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So, my baby is CONSTANTLY fussy. I have always thought it was stomach problems. Until recently I'm starting to think maybe I'M the one to blame. I've noticed when he wakes up (he sleeps through the night), he is SO happy. He eats his bottle, then lays on the floor smiling and cooing up at me, we play and play and play. Then, as the day goes on (it seems like after every bottle) he gets a little bit fussier, and then by 7 at night, forget it, he's just plain MAD. (And nothing helps soothe him by that time.) Well today, I lowered the amount of formula in his bottle, he ate it all, so normally I would have given him more, but this time I didn't. I layed him on the floor.. and he fell asleep, right then and there. No tears, no fussing. Do you think maybe I've just been over feeding him this whole time? I thought babies knew when they were full?!


Asked by wahm_abbeyrose at 12:38 PM on Feb. 19, 2010 in Babies (0-12 months)

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This question is closed.
Answers (5)
  • Babies can be over fed. And when bottle feeding, should really be fed until content, not, till they quit. Some babies don't know the difference between hunger, thirst or gas. They will just gobble up a bottle in their mouths. My aunt never watched or learned her babies cues. She put a bottle in my cousins mouth ANYTIME he even whimpered. He was so roly poly, he couldn't move and would spit up/vomit if you moved him or sat him up. He couldn't roll over or sit up forever bacause he was so round.

    Answer by BradenIsMySon at 12:44 PM on Feb. 19, 2010

  • They do know when they are full. Unfortunately we don't. Babies have a small stomach so it doesn't take a lot to fill it. Keep the amount lowered and see how he does. Also it sounds as if he's flat out getting over stimulated. Allow some down time from the play play play. Babies still usually nap until they are two years or so.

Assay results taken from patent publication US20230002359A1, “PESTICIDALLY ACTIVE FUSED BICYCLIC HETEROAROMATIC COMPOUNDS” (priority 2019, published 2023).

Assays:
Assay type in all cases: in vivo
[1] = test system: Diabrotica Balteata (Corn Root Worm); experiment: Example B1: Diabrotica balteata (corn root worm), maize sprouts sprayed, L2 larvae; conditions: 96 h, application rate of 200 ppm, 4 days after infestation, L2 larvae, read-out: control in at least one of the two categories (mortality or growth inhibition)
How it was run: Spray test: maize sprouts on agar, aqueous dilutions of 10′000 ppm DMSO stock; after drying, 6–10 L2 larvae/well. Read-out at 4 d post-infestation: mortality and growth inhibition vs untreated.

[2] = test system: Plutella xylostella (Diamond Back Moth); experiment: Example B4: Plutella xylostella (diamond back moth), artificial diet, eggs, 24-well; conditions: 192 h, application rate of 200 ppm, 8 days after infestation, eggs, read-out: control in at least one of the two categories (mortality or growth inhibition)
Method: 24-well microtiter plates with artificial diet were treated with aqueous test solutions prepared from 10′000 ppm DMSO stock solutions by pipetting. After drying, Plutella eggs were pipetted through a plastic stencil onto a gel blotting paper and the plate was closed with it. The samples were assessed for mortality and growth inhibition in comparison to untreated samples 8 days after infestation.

Answer by 2autisticsmom at 12:44 PM on Feb. 19, 2010

  • That's a good question but I think it should be answered by your pediatrician who tracks baby's weight and height growth separately and combined. He or she can discuss different formulas and baby's tummy too for comfort, you and doctor together really stand the best chance for best growth and comfort.

    My youngest daughter at about four and a half months old went through a time that she raged and ranted horribly. I was so upset thinking she was very very ill. I took her to my ped and she called my daughter a barquada baby - she was overfed and screamed as she was doing cuz her brain and tummy got used to food either on demand or specific hours at that age.

    Call your ped, and see what they say -sometimes issues can be resolved duirng office hours with the ped having baby's files in front of them other times they want to see baby. Ask all your questions, don't be afraid. Change docs if they don't care.

    Answer by lfl at 12:47 PM on Feb. 19, 2010

  • It is hard for a baby to regulate a bottle feed. They have a very strong need to suck so even when not hungry they'll keep sucking if their need outstrips their "full meter". Also, a bottle will keep dripping milk into the mouth with certain nipples so the baby has no choice but to swallow or choke (there are nipples out there that do require active sucking in order to release milk instead of a passive flow). The problem isn't that babies don't know that they are full, it is that artificial nipples don't behave like real ones. On a breast, a baby can change their suck type and that changes milk flow and milk flow happens in intervals and not constantly.

    See how he does with less formula at a time given at more frequent intervals.


    Answer by amileegirl at 1:22 PM on Feb. 19, 2010

  • They DO know when they're full, but they can't control a bottle all that well.

    It's also quite normal to see a baby fuss in the evening, and for the cure to be something different daily. See if you can repeat your results; then you'll know for sure whether the reduced bottle is the trick.

    Answer by gdiamante at 6:17 PM on Feb. 19, 2010